It takes practice to train our minds to see opportunity. It is our belief here that thinking is a learned skill. We don’t just have the skill or not have it. Like any other skill, it comes from practice, including the practice of looking for opportunity. How many reasonably intelligent pool cleaners were there in the Virginia-Washington D.C. area (where he was located) who just went to work and cleaned the pools for the boss, then went home every night and turned on the TV. Their minds were not trained to look for opportunity but it was right in front of them all the time. Our friend was a man who had trained his mind to see opportunity as he went about his everyday life.
Trends and economic cycles have always been with us. In fact we have statistics to track them back for about two centuries. The serious crises came around in the United States about every 50 years, with mild recessions in between. That is a normal cycle. The reason for that is that when things are good for a while, it is normal for certain sectors to heat up, become overbought and then prices will drop. We saw that happen in recent years in the U. S. housing market. Prices kept heating up over a few years until they became crazy. But once everybody that is part of the mania has bought, and there are no more buyers, then, often suddenly, sanity returns. Prices fall, and usually they fall too far to counter for the bubble. And therein, you have the opportunity. You have a slow time until that shakes out. It is all determined by mass psychology and human nature. Consequently it is smart to take that into account and not get over extended on finances ourselves in the affluent times so that we can weather the downturns.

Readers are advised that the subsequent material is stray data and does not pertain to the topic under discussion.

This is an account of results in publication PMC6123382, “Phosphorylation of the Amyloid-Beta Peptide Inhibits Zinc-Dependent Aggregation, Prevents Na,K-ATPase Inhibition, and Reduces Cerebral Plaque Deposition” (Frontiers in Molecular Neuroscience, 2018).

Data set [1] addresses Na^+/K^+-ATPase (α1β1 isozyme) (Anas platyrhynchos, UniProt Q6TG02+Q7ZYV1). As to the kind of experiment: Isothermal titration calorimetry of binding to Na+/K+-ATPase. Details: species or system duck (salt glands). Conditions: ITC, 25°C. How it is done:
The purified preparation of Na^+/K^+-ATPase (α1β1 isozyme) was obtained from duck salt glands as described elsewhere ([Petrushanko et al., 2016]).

But we were told by the talking heads on TV that we now know how to prevent that, Keynesian economics had arrived and all will be wonderful from here on out. Yeah, right! It was good for the banksters and the home builders and the new car dealers–but not for some of us. We need to get our own economic education separately from those talking heads. In fact, the less we allow the talking heads access to our living rooms, probably the more successful we will be.
We did a little research into the current economic trends and, as usual, we turn to the most dependable trends forecaster that we know: Gerald Celente. Although his record isn’t perfect, it is close. Incidentally, trends usually last for about 20 years. Some can last much longer. Here are some trends that he sees ahead:
(1) There will be no rioting in the U.S. He says that the American spirit is gone.
(2) People will be turning now to look for quality stuff instead of cheap stuff.
(3) Clean food will be huge. People will want food that is not genetically modified and without poison.
(3) Fish will drop off as people realize the toxicity in the fish from the fish farms.
(4) There will be a strong trend to buy local. This will be good for small and mom and pop businesses. The big box stores in the United States are already hurting as this change is under way.
(5) Anything to do with health care, particularly alternative health care
(6) Internet learning
Trends help us to know where the money is likely to go in the future. Not always, but sometimes a good bet for seeing opportunity is to follow the money. Looking at trends can get us started in the thinking process, but let’s not forget–our bankrupted friend just observed a need in his own town–and filled it.